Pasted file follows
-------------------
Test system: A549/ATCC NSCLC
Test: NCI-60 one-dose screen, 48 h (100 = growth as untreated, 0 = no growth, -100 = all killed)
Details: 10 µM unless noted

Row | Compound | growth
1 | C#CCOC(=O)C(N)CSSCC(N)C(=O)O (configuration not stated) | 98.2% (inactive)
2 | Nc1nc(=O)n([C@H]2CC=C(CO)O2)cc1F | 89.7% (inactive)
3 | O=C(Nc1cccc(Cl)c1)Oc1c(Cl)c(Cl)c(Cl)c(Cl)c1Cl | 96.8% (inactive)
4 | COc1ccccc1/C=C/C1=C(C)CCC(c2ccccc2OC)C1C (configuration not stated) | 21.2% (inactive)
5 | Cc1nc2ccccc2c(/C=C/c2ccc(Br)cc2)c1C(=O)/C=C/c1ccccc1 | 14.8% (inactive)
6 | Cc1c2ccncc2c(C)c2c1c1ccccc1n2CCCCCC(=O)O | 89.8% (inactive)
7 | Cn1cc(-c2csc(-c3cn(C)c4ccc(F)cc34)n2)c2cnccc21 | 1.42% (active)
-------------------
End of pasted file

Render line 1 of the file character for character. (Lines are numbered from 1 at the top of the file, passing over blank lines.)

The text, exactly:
Test system: A549/ATCC NSCLC